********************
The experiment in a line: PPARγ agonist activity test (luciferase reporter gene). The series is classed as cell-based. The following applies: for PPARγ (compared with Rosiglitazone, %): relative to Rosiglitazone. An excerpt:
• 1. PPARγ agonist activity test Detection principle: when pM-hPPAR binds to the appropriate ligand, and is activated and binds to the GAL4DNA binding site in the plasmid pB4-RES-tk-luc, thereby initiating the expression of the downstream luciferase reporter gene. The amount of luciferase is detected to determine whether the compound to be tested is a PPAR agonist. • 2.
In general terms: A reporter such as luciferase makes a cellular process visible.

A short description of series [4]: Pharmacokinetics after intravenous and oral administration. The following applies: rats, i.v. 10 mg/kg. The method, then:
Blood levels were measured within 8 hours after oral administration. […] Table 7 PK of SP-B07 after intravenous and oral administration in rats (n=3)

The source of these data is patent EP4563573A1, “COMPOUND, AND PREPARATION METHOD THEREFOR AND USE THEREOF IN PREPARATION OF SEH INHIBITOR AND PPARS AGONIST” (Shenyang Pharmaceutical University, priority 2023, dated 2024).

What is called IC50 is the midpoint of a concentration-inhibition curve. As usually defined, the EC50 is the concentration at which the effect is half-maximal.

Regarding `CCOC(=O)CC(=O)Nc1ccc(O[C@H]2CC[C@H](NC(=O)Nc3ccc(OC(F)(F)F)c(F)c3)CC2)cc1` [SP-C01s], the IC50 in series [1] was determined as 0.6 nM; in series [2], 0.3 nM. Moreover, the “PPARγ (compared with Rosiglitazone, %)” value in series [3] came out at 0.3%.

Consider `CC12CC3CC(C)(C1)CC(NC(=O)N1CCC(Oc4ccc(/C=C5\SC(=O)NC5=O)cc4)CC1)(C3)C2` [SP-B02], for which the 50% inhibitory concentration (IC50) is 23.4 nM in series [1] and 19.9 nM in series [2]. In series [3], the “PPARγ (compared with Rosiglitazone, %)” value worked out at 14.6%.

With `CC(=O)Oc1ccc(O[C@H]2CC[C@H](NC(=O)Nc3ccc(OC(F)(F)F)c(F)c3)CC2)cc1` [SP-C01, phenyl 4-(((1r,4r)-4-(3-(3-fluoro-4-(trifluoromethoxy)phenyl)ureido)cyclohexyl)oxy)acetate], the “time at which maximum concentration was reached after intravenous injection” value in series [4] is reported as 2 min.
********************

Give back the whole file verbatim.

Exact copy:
The experiment in a line: PPARγ agonist activity test (luciferase reporter gene). The series is classed as cell-based. The following applies: for PPARγ (compared with Rosiglitazone, %): relative to Rosiglitazone. An excerpt:
• 1. PPARγ agonist activity test Detection principle: when pM-hPPAR binds to the appropriate ligand, and is activated and binds to the GAL4DNA binding site in the plasmid pB4-RES-tk-luc, thereby initiating the expression of the downstream luciferase reporter gene. The amount of luciferase is detected to determine whether the compound to be tested is a PPAR agonist. • 2.
In general terms: A reporter such as luciferase makes a cellular process visible.

A short description of series [4]: Pharmacokinetics after intravenous and oral administration. The following applies: rats, i.v. 10 mg/kg. The method, then:
Blood levels were measured within 8 hours after oral administration. […] Table 7 PK of SP-B07 after intravenous and oral administration in rats (n=3)

The source of these data is patent EP4563573A1, “COMPOUND, AND PREPARATION METHOD THEREFOR AND USE THEREOF IN PREPARATION OF SEH INHIBITOR AND PPARS AGONIST” (Shenyang Pharmaceutical University, priority 2023, dated 2024).

What is called IC50 is the midpoint of a concentration-inhibition curve. As usually defined, the EC50 is the concentration at which the effect is half-maximal.

Regarding `CCOC(=O)CC(=O)Nc1ccc(O[C@H]2CC[C@H](NC(=O)Nc3ccc(OC(F)(F)F)c(F)c3)CC2)cc1` [SP-C01s], the IC50 in series [1] was determined as 0.6 nM; in series [2], 0.3 nM. Moreover, the “PPARγ (compared with Rosiglitazone, %)” value in series [3] came out at 0.3%.

Consider `CC12CC3CC(C)(C1)CC(NC(=O)N1CCC(Oc4ccc(/C=C5\SC(=O)NC5=O)cc4)CC1)(C3)C2` [SP-B02], for which the 50% inhibitory concentration (IC50) is 23.4 nM in series [1] and 19.9 nM in series [2]. In series [3], the “PPARγ (compared with Rosiglitazone, %)” value worked out at 14.6%.

With `CC(=O)Oc1ccc(O[C@H]2CC[C@H](NC(=O)Nc3ccc(OC(F)(F)F)c(F)c3)CC2)cc1` [SP-C01, phenyl 4-(((1r,4r)-4-(3-(3-fluoro-4-(trifluoromethoxy)phenyl)ureido)cyclohexyl)oxy)acetate], the “time at which maximum concentration was reached after intravenous injection” value in series [4] is reported as 2 min.